–     The goodwill alternative would be accounted for prospectively

    –     The interest rate swap alternative would allow for either a modified or full retrospective         application of the simplified hedge accounting approach to existing swaps the first time
            the election is made and then by election to subsequent new swaps

    Under the proposal, once elected, the accounting alternative must be maintained and any subsequent changes, other than due to meeting the definition of a public business entity, would be considered a change in accounting policy and subject to a preferability assessment. The comment period for the proposal ended November 16, 2015.
  • The final standards provide relief to nonpublic entities by offering simplified accounting models. For example:

    –     Under the new goodwill alternative, the previously required annual impairment
            assessment  is  now a trigger-based impairment assessment. In addition, companies
            have an opportunity to make an accounting policy election to perform the impairment
            test at an entity-wide level as  opposed to the previously required reporting unit
            level. Finally, any goodwill impairment loss is measured in a one-step test, so the         hypothetical purchase price allocation (i.e., step 2) is no longer required. 

    –     The new simplified hedge accounting alternative provides relief from existing hedge         accounting guidance by making it easier for a company to qualify its receive-variable,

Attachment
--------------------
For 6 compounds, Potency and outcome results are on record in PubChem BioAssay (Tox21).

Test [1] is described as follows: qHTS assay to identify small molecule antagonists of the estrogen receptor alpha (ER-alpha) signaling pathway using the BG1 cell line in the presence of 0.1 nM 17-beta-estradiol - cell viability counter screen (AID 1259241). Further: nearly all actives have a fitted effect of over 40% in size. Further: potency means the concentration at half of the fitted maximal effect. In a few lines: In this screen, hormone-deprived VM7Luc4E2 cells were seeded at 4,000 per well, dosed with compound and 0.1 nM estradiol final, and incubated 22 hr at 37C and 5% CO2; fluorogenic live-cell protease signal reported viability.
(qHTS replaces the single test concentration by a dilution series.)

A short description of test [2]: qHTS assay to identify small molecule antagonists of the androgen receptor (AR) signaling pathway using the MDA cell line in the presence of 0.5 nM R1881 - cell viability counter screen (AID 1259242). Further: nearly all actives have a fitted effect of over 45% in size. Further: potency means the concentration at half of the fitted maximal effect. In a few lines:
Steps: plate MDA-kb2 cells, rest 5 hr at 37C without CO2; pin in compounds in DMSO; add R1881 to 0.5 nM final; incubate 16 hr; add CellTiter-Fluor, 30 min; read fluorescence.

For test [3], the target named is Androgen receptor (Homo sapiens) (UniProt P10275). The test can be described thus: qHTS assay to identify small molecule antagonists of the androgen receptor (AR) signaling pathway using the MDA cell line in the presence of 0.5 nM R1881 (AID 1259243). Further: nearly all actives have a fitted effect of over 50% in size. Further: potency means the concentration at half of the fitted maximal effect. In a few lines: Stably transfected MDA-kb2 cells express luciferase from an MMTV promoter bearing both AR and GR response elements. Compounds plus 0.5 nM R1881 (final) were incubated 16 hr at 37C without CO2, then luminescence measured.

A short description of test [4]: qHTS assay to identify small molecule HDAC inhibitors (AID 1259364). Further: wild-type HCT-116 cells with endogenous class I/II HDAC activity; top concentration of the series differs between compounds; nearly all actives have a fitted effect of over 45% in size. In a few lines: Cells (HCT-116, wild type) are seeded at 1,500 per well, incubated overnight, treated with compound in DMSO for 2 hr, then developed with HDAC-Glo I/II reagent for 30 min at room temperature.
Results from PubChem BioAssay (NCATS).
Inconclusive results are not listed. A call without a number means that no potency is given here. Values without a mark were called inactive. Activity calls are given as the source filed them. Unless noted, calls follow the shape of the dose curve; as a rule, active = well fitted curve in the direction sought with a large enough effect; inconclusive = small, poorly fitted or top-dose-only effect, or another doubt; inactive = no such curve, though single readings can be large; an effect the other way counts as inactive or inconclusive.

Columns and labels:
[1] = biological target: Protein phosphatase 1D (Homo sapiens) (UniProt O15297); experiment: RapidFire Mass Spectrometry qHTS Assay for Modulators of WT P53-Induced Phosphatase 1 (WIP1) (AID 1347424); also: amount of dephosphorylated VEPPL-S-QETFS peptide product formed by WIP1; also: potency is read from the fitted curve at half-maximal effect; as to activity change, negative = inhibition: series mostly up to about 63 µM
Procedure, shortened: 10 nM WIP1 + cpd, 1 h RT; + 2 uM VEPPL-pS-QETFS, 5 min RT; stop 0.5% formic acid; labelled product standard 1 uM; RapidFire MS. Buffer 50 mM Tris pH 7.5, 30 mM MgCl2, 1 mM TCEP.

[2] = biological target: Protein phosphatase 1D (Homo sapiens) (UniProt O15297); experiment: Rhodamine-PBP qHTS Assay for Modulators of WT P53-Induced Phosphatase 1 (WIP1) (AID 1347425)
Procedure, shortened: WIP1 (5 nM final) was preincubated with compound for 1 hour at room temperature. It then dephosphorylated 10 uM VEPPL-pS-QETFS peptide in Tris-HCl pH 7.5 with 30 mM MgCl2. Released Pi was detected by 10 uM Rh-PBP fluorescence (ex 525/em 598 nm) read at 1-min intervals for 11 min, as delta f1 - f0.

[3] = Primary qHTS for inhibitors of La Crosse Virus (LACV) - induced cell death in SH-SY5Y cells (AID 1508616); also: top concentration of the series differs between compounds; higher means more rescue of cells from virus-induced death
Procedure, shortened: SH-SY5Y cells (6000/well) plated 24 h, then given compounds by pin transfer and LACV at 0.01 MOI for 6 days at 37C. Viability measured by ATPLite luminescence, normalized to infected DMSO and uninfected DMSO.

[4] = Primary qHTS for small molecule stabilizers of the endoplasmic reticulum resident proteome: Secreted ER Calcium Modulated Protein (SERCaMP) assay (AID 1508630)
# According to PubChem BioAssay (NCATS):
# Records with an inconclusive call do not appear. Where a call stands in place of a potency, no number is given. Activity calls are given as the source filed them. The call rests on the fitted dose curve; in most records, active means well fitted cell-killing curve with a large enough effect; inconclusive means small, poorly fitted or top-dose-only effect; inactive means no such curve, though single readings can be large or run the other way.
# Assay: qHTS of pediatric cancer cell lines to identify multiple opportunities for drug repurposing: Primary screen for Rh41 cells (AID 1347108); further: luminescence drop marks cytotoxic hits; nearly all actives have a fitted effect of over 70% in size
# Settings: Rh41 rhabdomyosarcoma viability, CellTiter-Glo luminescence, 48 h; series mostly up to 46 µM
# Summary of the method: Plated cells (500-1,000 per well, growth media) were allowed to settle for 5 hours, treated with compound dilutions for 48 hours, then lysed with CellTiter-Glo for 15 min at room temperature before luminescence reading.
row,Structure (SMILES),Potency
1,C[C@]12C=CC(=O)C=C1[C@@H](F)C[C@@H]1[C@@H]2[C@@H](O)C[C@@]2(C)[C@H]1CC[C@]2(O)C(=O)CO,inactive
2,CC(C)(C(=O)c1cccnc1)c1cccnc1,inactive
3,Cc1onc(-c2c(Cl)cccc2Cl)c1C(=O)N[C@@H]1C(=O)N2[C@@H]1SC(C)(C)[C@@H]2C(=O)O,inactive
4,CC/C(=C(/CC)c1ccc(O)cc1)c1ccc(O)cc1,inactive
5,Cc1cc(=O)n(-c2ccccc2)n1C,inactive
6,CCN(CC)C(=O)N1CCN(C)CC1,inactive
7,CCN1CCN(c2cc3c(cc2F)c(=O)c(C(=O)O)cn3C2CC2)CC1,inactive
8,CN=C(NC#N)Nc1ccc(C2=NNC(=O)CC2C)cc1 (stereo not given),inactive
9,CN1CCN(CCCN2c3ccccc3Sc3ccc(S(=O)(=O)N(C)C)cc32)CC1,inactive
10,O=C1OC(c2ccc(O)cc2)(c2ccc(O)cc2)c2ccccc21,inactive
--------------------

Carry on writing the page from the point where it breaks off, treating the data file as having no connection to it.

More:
pay-fixed interest rate swaps for hedge accounting, as long as certain conditions are
            met, and also provides a simplified measurement model.

    –     The new alternative for common control leasing arrangements simplifies the
            consolidation model for private companies by providing them with an exemption from         applying VIE guidance for certain common control leasing arrangements.

  • Any accounting alternative approved by the PCC and endorsed by the FASB is optional for private companies to adopt. A private company always has the option to continue to follow existing GAAP.

  • Companies generally can make an election on a standard by standard basis. That is, when a private company elects to adopt a PCC-approved accounting alternative, it is not required to adopt other PCC-approved accounting alternatives unless specifically required to do so. In other words, this is not an “all or nothing” adoption requirement.

  • Before adopting the private company alternatives, an eligible private company should carefully weigh the impact of applying the standard on its key financial metrics and debt covenant compliance.

  • Additionally, if an eligible private company becomes a public business entity in the future, the company will need to retrospectively adjust its historical financial statements to remove the effect of applying the PCC alternatives for all prior periods presented. This could prove to be a time consuming and costly exercise for a private company that becomes a public business entity.

  • Finally, an eligible private company should consider the impact that adopting the PCC’s alternatives could have on its equity method investors that may file public financial statements. The public company investor’s equity method income would likely be different had the investee not adopted the accounting alternatives. The SEC staff has preliminarily indicated that it will require the impact of any private company accounting alternatives to be unwound in the public company investor’s determination of equity method income.